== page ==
Also published on this date: Shelf Awareness for Friday, September 12, 2014

Friday, September 12, 2014: Kids' Maximum Shelf: Ivan: The Remarkable True Story of the Shopping Mall Gorilla

Houghton Mifflin Harcourt Children's: Ivan by Katherine Applegate

Houghton Mifflin Harcourt Children's: Ivan by Katherine Applegate

Houghton Mifflin Harcourt Children's: Ivan by Katherine Applegate

Houghton Mifflin Harcourt Children's: Ivan by Katherine Applegate

Ivan: The Remarkable True Story of the Shopping Mall Gorilla

by Katherine Applegate, illus. by G. Brian Karas

This charming and moving picture book starring the gorilla that captivated readers in The One and Only Ivan tells Ivan's real story from his capture in central Africa to his 27 years of captivity in a Tacoma, Wash., shopping mall, to his transition at last to Zoo Atlanta. Applegate's spare text never anthropomorphizes the primate and gives readers just enough grounding to follow Ivan's journey, while Karas's full-spread illustrations and vignettes fill in Ivan's emotional life through the gorilla's engaged expressions and body language.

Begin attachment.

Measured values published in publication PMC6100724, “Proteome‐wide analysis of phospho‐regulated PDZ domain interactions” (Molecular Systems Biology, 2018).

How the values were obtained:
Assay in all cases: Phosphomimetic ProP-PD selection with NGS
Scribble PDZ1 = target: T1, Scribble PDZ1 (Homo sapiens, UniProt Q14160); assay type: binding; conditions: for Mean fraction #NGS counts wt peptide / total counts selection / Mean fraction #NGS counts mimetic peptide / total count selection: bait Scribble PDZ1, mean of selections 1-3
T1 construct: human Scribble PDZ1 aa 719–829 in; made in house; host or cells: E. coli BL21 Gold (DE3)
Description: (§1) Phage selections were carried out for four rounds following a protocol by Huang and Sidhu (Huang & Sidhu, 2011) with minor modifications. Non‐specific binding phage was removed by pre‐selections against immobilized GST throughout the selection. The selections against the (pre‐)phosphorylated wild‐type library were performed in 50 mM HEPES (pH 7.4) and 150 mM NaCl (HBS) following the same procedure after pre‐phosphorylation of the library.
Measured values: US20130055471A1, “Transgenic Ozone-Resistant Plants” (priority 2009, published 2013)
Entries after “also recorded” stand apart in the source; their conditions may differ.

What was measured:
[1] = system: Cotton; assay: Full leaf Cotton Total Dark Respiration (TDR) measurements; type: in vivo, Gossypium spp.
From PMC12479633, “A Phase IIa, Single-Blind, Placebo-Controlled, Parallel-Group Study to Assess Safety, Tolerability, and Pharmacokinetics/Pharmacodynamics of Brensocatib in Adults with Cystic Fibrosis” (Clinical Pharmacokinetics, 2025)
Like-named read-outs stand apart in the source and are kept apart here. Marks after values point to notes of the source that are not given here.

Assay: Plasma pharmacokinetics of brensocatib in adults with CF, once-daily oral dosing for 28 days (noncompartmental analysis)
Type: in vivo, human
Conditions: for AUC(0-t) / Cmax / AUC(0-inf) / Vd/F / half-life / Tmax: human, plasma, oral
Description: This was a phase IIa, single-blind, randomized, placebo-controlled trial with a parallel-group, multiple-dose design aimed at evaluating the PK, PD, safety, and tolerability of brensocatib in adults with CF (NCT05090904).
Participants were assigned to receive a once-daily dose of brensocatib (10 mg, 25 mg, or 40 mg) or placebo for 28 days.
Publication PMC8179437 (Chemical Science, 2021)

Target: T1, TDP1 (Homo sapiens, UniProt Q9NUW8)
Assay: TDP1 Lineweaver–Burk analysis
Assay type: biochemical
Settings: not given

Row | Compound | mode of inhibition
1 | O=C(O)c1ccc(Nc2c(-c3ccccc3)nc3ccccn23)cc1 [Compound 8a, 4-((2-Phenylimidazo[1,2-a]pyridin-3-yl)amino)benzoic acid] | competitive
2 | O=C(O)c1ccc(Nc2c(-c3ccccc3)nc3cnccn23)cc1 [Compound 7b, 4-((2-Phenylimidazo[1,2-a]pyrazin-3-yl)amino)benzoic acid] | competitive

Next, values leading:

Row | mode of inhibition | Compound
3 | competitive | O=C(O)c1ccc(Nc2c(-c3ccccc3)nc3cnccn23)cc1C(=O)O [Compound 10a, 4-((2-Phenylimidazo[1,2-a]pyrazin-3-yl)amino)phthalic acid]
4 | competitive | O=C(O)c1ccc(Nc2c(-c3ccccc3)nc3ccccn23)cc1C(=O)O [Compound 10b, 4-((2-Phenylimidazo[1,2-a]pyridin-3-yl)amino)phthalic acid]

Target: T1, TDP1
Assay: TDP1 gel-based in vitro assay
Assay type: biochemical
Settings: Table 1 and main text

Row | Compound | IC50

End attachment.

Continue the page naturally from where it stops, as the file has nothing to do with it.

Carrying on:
Applegate allows readers to imagine what Ivan might be feeling as a social creature who's now without his family. The text reads like poetry: "In leafy calm, in gentle arms, a gorilla's life began." Karas (Tap Tap Boom Boom) shows an expressive young gorilla, with his mother holding him close, his eyes staring out at readers. "The baby was born in a tropical forest in central Africa," the text tells us, as Ivan, still in his mother's arms, observes the gorillas in his troop. "He was part of a large family of western lowland gorillas." Karas next shows Ivan playing with other baby gorillas. The artist also depicts the male leader, the silverback, who stands out from the rest of the group by his sheer size, stature and majestic silver robe of fur. "The more he played, the more he learned," Applegate writes, implying what scientists know: as they swing from vines, wrestle and seek out hiding places, the young gorillas are honing skills that will help them survive in adulthood.